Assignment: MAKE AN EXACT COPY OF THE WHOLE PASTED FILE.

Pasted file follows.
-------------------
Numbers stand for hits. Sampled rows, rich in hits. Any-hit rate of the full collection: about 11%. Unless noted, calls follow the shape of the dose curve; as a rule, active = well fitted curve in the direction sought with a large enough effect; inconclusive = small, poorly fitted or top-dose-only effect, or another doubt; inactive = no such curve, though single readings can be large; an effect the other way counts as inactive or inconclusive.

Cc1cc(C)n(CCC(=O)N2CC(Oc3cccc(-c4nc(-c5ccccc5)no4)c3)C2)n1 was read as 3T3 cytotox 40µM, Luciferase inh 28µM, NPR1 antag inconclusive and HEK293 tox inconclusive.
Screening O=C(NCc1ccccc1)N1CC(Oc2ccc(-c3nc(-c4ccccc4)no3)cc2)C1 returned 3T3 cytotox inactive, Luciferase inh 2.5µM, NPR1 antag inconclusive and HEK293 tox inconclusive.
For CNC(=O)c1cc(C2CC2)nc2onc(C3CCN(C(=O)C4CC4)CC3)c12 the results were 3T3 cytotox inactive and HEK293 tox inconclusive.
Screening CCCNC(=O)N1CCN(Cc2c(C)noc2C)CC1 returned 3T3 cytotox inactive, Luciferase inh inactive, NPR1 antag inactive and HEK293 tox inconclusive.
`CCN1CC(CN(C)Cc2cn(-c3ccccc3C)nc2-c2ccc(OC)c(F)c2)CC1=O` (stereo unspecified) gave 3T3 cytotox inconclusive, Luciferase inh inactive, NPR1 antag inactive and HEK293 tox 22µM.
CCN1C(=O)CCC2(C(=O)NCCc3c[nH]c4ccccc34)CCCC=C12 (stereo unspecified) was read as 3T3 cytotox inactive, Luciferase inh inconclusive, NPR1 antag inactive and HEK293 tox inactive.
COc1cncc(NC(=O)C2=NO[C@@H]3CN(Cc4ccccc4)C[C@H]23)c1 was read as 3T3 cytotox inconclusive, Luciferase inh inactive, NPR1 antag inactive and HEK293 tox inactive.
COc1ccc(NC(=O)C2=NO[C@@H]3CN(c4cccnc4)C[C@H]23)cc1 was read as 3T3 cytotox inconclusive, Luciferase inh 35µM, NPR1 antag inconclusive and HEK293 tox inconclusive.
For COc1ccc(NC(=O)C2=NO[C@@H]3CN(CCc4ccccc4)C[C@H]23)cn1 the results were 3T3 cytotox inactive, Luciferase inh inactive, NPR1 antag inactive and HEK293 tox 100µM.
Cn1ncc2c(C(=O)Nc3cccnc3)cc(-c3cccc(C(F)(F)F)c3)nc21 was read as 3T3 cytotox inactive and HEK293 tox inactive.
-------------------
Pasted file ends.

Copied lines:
Numbers stand for hits. Sampled rows, rich in hits. Any-hit rate of the full collection: about 11%. Unless noted, calls follow the shape of the dose curve; as a rule, active = well fitted curve in the direction sought with a large enough effect; inconclusive = small, poorly fitted or top-dose-only effect, or another doubt; inactive = no such curve, though single readings can be large; an effect the other way counts as inactive or inconclusive.

Cc1cc(C)n(CCC(=O)N2CC(Oc3cccc(-c4nc(-c5ccccc5)no4)c3)C2)n1 was read as 3T3 cytotox 40µM, Luciferase inh 28µM, NPR1 antag inconclusive and HEK293 tox inconclusive.
Screening O=C(NCc1ccccc1)N1CC(Oc2ccc(-c3nc(-c4ccccc4)no3)cc2)C1 returned 3T3 cytotox inactive, Luciferase inh 2.5µM, NPR1 antag inconclusive and HEK293 tox inconclusive.
For CNC(=O)c1cc(C2CC2)nc2onc(C3CCN(C(=O)C4CC4)CC3)c12 the results were 3T3 cytotox inactive and HEK293 tox inconclusive.
Screening CCCNC(=O)N1CCN(Cc2c(C)noc2C)CC1 returned 3T3 cytotox inactive, Luciferase inh inactive, NPR1 antag inactive and HEK293 tox inconclusive.
`CCN1CC(CN(C)Cc2cn(-c3ccccc3C)nc2-c2ccc(OC)c(F)c2)CC1=O` (stereo unspecified) gave 3T3 cytotox inconclusive, Luciferase inh inactive, NPR1 antag inactive and HEK293 tox 22µM.
CCN1C(=O)CCC2(C(=O)NCCc3c[nH]c4ccccc34)CCCC=C12 (stereo unspecified) was read as 3T3 cytotox inactive, Luciferase inh inconclusive, NPR1 antag inactive and HEK293 tox inactive.
COc1cncc(NC(=O)C2=NO[C@@H]3CN(Cc4ccccc4)C[C@H]23)c1 was read as 3T3 cytotox inconclusive, Luciferase inh inactive, NPR1 antag inactive and HEK293 tox inactive.
COc1ccc(NC(=O)C2=NO[C@@H]3CN(c4cccnc4)C[C@H]23)cc1 was read as 3T3 cytotox inconclusive, Luciferase inh 35µM, NPR1 antag inconclusive and HEK293 tox inconclusive.
For COc1ccc(NC(=O)C2=NO[C@@H]3CN(CCc4ccccc4)C[C@H]23)cn1 the results were 3T3 cytotox inactive, Luciferase inh inactive, NPR1 antag inactive and HEK293 tox 100µM.
Cn1ncc2c(C(=O)Nc3cccnc3)cc(-c3cccc(C(F)(F)F)c3)nc21 was read as 3T3 cytotox inactive and HEK293 tox inactive.